Minister of Agriculture Says Its Necessary to Finally Implement Forest Code in the Amazon

Tereza Cristina says law can help against deforestation, but recognizes slowness in punishments


At a time when Brazil faces criticism for its environmental policy, Minister Tereza Cristina (Agriculture) argues that the effective implementation of the Forest Code can help reduce deforestation in the Amazon rainforest.

The measure, approved in 2012, defines the areas that must have conserved vegetation and those that can be used for agriculture and livestock. Owners suffer punishments in case of infractions.

In an interview with Folha, the minister also said that she did not believe that Brazilian exports would be affected by the eventual victory of Democrat Joe Biden in the United States over President Donald Trump. For her, the institutional relationship between the two countries must be maintained.

Tereza Cristina (Foto: Pedro Ladeira/Folhapress, PODER) - Folhapress

What mistakes were made in preserving the Amazon?

We need to implement the Forest Code once and for all. We need to stop questioning the Forest Code. It is a law; it was made; it was discussed; it is there and needs to be implemented.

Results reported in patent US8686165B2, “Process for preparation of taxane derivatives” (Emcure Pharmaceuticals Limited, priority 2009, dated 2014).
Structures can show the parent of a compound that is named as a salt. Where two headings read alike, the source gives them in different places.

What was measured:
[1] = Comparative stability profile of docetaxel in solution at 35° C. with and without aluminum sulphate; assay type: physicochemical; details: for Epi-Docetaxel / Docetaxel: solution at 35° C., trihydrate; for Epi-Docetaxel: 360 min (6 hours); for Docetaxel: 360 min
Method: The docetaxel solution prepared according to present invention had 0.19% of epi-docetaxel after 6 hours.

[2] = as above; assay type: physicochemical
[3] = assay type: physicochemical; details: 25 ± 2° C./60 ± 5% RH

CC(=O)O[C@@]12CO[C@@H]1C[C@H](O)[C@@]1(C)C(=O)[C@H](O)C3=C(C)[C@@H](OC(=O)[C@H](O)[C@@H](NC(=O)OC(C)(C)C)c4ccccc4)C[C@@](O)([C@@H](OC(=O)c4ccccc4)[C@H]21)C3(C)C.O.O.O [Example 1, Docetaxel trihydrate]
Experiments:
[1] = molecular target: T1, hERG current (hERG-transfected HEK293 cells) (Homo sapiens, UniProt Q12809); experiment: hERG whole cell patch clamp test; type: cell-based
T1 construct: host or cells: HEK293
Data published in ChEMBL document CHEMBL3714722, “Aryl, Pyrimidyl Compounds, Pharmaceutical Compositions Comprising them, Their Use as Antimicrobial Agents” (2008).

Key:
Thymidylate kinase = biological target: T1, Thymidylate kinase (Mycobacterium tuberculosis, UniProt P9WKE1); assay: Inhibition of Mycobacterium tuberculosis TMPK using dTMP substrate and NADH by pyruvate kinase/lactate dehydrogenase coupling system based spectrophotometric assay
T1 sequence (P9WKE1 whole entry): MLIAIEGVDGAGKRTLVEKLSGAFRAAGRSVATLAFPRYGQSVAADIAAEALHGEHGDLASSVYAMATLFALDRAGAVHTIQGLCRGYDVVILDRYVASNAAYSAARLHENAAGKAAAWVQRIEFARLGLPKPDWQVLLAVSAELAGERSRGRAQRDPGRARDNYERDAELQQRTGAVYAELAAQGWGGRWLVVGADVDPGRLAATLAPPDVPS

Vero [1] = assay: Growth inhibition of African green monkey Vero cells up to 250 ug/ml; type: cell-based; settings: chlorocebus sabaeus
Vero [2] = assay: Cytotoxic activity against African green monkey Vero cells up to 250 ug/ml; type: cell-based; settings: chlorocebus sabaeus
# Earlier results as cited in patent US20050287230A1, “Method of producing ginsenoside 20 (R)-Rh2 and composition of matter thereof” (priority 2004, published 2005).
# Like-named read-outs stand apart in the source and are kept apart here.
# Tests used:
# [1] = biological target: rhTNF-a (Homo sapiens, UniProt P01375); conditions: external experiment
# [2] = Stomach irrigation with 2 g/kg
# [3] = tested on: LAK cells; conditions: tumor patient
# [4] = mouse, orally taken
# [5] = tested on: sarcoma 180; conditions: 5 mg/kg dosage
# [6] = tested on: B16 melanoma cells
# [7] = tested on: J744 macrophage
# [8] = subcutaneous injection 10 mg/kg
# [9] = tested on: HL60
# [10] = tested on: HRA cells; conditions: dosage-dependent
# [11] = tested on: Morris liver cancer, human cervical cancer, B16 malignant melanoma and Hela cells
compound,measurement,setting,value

Every time you have a question, a legal doubt, you delay the implementation. We need to implement this Forest Code. And do land regularization, leading to development.

Development does not mean that you will experience environmental degradation. When there is poverty, people cannot support themselves. There, you are in danger.

How to change the negative image of Brazil abroad? You have already been called "lady of deforestation."

That's something, is not it? I think showing the actions. Countries must know and respect our legislation. Members of Congress are the ones who make the laws of Brazil, and I, as a congressman, have to believe that. I came here elected by those who believe what I say. Questions can be asked.

The whole world has a concern for the environment, but they focused on Brazil. There are unequivocal things: in 66% of our territory, the native vegetation is standing.

Translated by Kiratiana Freelon

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